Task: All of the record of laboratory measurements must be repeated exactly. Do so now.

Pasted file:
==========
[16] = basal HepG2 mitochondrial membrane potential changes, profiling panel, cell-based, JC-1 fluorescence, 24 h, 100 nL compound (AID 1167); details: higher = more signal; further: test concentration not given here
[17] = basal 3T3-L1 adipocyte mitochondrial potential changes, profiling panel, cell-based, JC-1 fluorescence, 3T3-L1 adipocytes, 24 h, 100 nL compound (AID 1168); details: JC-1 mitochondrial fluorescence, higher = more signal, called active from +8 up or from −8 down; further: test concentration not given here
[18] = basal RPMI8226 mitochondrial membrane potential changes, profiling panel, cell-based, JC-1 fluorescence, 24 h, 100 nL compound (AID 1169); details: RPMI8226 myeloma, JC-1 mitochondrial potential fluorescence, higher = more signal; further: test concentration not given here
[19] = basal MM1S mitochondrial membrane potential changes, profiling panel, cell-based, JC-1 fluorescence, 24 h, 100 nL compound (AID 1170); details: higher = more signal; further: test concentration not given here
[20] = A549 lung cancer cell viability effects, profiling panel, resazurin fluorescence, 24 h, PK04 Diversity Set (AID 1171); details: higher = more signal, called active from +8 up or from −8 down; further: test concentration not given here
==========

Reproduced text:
[16] = basal HepG2 mitochondrial membrane potential changes, profiling panel, cell-based, JC-1 fluorescence, 24 h, 100 nL compound (AID 1167); details: higher = more signal; further: test concentration not given here
[17] = basal 3T3-L1 adipocyte mitochondrial potential changes, profiling panel, cell-based, JC-1 fluorescence, 3T3-L1 adipocytes, 24 h, 100 nL compound (AID 1168); details: JC-1 mitochondrial fluorescence, higher = more signal, called active from +8 up or from −8 down; further: test concentration not given here
[18] = basal RPMI8226 mitochondrial membrane potential changes, profiling panel, cell-based, JC-1 fluorescence, 24 h, 100 nL compound (AID 1169); details: RPMI8226 myeloma, JC-1 mitochondrial potential fluorescence, higher = more signal; further: test concentration not given here
[19] = basal MM1S mitochondrial membrane potential changes, profiling panel, cell-based, JC-1 fluorescence, 24 h, 100 nL compound (AID 1170); details: higher = more signal; further: test concentration not given here
[20] = A549 lung cancer cell viability effects, profiling panel, resazurin fluorescence, 24 h, PK04 Diversity Set (AID 1171); details: higher = more signal, called active from +8 up or from −8 down; further: test concentration not given here